# How do you find the slope that is perpendicular to the line y = (-4/5)x + 1?

Aug 2, 2016

The slope of the perpendicular line is $\frac{5}{4}$

#### Explanation:

Here the slope of the line is ${m}_{1} = - \frac{4}{5}$. Let the slope of the perpendicular line be ${m}_{2}$. We know condition of perpendicularity of two lines is ${m}_{1} \cdot {m}_{2} = - 1 \mathmr{and} {m}_{2} = - \frac{1}{m} _ 1 = - \frac{1}{- \frac{4}{5}} = \frac{5}{4}$[Ans]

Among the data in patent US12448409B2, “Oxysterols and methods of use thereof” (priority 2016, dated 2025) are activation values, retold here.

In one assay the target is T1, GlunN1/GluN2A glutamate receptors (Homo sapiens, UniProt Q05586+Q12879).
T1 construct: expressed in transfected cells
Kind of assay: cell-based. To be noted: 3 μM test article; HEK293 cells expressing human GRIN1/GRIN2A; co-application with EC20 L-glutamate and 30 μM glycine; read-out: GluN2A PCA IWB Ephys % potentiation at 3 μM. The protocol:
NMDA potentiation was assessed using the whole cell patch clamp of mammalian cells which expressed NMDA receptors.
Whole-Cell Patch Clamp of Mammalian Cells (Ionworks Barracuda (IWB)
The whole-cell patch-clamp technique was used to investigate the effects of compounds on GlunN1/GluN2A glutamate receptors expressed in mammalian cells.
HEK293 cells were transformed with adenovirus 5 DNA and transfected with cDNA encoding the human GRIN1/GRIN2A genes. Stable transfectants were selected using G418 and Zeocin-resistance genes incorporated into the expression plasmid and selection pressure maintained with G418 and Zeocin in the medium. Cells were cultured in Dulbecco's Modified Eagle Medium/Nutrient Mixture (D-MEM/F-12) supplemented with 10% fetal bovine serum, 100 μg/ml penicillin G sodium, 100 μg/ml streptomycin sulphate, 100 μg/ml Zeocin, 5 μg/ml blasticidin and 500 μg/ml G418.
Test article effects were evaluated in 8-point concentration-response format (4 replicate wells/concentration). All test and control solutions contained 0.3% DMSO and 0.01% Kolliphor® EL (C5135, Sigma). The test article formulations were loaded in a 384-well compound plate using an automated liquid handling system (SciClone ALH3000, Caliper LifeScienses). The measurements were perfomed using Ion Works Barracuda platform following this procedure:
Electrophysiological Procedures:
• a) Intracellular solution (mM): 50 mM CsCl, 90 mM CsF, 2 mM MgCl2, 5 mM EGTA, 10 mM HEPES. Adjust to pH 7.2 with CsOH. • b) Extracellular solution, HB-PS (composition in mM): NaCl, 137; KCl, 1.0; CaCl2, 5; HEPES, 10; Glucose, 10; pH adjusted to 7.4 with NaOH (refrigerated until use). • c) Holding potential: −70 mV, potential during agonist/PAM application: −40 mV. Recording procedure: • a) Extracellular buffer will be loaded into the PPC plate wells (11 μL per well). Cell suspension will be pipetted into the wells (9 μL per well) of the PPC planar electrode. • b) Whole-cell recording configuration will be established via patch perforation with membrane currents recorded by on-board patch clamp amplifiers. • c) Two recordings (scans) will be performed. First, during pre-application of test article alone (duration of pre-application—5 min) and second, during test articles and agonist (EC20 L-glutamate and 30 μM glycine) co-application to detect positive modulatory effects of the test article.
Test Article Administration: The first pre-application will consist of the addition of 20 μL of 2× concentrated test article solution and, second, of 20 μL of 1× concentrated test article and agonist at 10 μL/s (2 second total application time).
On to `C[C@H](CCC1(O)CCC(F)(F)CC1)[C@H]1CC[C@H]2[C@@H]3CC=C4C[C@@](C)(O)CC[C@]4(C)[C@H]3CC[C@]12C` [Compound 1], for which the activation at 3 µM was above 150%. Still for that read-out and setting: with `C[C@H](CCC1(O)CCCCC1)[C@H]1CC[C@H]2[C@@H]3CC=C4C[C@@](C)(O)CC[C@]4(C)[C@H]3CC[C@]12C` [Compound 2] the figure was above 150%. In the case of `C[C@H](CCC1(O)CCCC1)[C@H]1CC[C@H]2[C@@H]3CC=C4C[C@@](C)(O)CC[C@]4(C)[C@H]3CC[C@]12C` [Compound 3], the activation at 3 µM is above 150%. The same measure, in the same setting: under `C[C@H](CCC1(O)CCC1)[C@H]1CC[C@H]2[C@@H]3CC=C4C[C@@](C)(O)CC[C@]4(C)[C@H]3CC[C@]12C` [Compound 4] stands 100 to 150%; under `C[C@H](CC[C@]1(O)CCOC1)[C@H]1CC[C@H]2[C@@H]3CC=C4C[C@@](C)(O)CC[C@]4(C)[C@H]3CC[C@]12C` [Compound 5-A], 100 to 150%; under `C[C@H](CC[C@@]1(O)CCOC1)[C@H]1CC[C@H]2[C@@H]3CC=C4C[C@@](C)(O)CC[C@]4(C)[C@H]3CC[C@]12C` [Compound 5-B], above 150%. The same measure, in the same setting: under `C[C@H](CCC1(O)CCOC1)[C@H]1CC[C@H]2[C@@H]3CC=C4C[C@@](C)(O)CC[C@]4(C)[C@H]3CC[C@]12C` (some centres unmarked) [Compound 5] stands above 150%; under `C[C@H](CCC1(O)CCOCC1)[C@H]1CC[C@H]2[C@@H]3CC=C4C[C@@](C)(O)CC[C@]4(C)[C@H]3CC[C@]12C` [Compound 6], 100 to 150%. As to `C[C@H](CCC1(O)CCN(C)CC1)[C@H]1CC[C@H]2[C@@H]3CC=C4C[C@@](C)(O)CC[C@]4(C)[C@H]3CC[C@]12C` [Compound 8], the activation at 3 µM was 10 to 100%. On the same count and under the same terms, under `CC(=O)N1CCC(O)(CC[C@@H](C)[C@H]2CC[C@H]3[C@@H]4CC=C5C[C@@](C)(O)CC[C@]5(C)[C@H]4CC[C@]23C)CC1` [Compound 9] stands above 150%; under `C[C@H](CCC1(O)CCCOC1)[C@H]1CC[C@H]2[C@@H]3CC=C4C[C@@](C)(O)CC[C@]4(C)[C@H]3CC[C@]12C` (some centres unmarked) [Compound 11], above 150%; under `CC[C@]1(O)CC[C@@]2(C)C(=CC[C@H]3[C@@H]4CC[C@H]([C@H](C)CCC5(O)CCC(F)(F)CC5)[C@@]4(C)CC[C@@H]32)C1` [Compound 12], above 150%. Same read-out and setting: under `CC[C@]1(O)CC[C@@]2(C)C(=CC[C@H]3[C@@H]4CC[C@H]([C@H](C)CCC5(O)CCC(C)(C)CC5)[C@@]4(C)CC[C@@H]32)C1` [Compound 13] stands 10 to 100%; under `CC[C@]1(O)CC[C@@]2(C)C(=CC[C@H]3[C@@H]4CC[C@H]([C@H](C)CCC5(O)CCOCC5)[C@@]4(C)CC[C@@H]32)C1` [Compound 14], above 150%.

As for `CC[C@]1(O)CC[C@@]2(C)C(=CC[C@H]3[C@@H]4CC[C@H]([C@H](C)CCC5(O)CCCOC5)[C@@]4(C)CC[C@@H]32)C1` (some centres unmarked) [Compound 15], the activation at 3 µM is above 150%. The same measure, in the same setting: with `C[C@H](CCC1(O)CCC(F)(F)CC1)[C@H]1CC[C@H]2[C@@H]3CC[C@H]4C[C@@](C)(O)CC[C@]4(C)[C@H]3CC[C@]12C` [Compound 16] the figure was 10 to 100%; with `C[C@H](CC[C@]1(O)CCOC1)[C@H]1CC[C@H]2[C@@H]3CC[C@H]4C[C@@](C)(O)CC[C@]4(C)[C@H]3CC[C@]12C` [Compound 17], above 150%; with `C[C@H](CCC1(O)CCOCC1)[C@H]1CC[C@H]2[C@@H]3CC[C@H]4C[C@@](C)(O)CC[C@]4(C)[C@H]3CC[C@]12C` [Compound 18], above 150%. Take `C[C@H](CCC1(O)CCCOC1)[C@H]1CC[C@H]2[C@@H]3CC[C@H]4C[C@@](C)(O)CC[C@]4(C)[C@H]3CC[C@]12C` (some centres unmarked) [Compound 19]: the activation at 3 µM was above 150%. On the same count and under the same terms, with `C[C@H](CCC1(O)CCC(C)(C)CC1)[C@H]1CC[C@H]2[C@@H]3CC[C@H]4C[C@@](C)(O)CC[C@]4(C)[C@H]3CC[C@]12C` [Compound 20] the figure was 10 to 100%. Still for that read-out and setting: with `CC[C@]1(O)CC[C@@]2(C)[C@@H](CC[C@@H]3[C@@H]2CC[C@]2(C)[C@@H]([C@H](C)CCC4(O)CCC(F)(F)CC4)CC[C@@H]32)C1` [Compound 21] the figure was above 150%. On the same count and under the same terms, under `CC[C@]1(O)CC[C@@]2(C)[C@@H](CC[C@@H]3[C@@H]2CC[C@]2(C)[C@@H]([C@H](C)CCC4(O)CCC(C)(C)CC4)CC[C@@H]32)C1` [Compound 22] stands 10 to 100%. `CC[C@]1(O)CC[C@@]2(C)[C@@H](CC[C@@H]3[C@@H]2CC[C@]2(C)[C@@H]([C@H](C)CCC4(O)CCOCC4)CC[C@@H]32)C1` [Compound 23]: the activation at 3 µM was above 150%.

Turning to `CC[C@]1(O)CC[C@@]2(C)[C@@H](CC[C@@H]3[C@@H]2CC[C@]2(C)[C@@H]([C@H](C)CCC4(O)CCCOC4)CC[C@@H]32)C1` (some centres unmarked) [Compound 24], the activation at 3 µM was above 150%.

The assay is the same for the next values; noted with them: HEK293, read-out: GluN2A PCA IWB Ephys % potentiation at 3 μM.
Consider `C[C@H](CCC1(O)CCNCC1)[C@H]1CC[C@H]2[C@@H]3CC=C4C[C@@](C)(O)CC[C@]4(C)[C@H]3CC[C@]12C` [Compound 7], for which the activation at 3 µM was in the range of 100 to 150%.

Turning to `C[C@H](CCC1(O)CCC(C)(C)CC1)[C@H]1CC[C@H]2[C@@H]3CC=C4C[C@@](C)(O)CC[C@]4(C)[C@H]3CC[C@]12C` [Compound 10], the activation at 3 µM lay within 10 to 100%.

Aug 2, 2016

$+ \frac{5}{4}$

#### Explanation:

Consider the standard form equation of: $\text{ } y = m x + c$
where $m$ is the gradient (slope).

A line perpendicular to this has the gradient $\text{ } \left(- 1\right) \times \frac{1}{m} = - \frac{1}{m}$

In your equation $m = - \frac{4}{5}$

So $- \frac{1}{m} = + \frac{5}{4}$